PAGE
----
October 7, 2015   |   Claire Bernish
October 7, 2015
(ANTIMEDIA) Kunduz, Afghanistan — After relentlessly bombing a civilian hospital staffed by Médecins Sans Frontières (MSF — Doctors Without Borders) in Kunduz, Northern Afghanistan, the U.S. military did the only thing truly befitting American government — it tried to get away with it.
Saturday’s initial summary involved U.S. troops taking on fire in Kunduz, but — according to officials that day — they had no idea if they’d hit the hospital or not.
After a day to fully
concoct recall those events, Sunday’s military brief said the strike occurred in the “vicinity” of the hospital so, sure, maybe it was hit by accident.
Deciding that didn’t quite seem
plausible exact enough, General John Campbell, commander of the U.S. and NATO [quasi]-war in Afghanistan, claimed the U.S. had never faced a threat on Saturday but were called to assist Afghan troops in the area.
And then Tuesday, the latest available only because it isn’t yet time for the Wednesday version, Campbell expounded on Monday’s version of events, adding that U.S. forces had both called in and carried out the airstrike at the behest of Afghan forces.
“Today’s statement from General Campbell is just the latest in a long list of confusing accounts from the U.S. military about what happened in Kunduz on Saturday,” said Jason Cone, U.S. Executive Director of Doctors Without Borders. “They are now back to talking about a ‘mistake.’ A mistake that lasted for more than an hour, despite the fact that the location of the hospital was well known to them and that they were informed during the airstrike that it was a hospital being hit. All this confusion just underlies once again the crucial need for an independent investigation into how a major hospital, full of patients and MSF staff, could be repeatedly bombed.”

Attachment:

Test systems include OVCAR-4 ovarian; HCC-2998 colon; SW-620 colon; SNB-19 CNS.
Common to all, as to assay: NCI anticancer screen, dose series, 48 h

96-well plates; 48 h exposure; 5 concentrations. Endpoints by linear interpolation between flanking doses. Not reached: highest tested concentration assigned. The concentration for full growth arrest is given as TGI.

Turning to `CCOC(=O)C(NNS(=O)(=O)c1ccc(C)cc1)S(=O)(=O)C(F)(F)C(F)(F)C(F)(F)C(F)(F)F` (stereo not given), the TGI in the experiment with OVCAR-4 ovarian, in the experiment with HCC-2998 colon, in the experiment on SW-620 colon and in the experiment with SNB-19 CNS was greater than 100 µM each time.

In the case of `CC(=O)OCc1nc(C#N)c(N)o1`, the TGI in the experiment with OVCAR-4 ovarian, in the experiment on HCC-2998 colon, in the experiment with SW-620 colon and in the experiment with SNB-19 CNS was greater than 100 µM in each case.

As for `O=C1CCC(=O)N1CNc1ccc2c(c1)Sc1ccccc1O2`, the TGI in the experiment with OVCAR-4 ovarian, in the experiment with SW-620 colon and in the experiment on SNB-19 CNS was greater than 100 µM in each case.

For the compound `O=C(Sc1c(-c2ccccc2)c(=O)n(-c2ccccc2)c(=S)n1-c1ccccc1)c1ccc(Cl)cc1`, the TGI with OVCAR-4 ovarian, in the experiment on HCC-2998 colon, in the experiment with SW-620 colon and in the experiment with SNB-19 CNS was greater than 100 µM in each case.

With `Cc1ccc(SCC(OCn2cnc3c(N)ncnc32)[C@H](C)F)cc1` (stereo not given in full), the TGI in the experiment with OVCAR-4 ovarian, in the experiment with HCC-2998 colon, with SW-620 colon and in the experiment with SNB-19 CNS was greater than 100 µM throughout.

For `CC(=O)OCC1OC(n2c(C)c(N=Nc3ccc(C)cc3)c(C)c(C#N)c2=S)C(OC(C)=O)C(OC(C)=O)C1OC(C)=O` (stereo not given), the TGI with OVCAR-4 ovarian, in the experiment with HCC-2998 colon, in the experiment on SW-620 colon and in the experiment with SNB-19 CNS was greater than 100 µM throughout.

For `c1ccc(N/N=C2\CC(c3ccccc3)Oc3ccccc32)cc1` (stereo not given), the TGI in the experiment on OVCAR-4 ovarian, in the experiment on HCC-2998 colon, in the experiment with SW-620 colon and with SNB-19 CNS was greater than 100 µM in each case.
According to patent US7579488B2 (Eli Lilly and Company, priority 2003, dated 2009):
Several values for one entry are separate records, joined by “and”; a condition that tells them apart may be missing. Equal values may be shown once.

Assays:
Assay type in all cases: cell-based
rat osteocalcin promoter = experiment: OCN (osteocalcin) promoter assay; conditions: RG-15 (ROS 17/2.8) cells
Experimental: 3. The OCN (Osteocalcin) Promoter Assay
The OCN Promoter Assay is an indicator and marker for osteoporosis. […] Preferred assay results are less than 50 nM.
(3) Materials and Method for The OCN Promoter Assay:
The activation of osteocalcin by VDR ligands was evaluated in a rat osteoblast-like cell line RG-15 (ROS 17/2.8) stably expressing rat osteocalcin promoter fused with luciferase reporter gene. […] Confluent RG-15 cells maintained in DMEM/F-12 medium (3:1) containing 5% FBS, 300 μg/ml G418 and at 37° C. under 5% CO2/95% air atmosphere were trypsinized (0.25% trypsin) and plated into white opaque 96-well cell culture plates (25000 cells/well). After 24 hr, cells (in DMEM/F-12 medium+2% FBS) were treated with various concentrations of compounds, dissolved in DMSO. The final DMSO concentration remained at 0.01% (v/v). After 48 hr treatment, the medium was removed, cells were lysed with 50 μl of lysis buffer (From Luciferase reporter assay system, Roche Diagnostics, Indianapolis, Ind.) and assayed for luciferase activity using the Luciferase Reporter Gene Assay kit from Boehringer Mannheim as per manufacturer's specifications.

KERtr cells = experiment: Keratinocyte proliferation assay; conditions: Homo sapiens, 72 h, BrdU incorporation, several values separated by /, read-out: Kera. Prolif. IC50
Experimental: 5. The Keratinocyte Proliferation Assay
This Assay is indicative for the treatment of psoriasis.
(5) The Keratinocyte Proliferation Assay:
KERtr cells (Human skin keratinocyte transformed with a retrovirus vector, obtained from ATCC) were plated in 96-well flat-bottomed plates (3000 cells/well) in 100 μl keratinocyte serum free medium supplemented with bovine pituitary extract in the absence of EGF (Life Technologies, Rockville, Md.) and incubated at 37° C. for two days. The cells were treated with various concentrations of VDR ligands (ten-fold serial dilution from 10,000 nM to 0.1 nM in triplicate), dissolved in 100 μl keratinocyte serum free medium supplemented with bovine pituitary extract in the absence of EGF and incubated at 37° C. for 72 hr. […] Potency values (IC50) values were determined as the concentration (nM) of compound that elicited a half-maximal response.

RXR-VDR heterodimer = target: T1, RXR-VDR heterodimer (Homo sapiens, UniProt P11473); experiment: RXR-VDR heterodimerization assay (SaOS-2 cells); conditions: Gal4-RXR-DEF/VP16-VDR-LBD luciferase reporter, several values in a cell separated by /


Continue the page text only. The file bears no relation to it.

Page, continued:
From the beginning, MSF insisted no gunfire originated in the hospital — a claim the U.S. implied and Afghan officials expressly stated. Crucial in deducing whether the catastrophe — one that left 12 MSF staff and ten patients mortally injured — amounted to a war crime is an examination of events under the microscope of international laws of war.
As becomes quickly apparent, there are a bevy of reasons the U.S. military continues to tidy its explanation of the bombing.
According to the laws of war, direct attacks on such civilian facilities as domiciles, hospitals, places of worship, schools, etc. is prohibited, except in truly definitive cases whose general circumstances involve the military employment of said facility by opposing forces. Here, of course, MSF personnel on scene at the time refute official claims — no matter what those claims involve at any given moment.
Even in those instances, the attacking party is required to give the targeted facility fair warning it will be subject to bombardment. But advanced warning wasn’t given to the hospital in Kunduz, which by some accounts suffered bombardment for a full ninety minutes — including up to 45 minutes after the military was alerted to the ostensible targeting error.
“Any serious violation of the law of armed conflict, such as attacking a hospital that is immune from intentional attack, is a war crime. Hospitals are immune from attack during an armed conflict unless being used by one party to harm the other and then only after a warning that it will be attacked,” explained Mary Ellen O’Connell, professor of international law at Notre Dame.
MSF International President Joanne Liu concurred, saying the decision to “raze to the ground a fully functioning hospital . . . amounts to an admission of a war crime.”
Like ducks in rain, U.S. officials in recent decades have repeatedly repelled charges of war crimes — notwithstanding actual culpability. But the Kunduz hospital bombing — whatever excuse U.S. government chooses to wrap it with — could feasibly be the world’s last straw.
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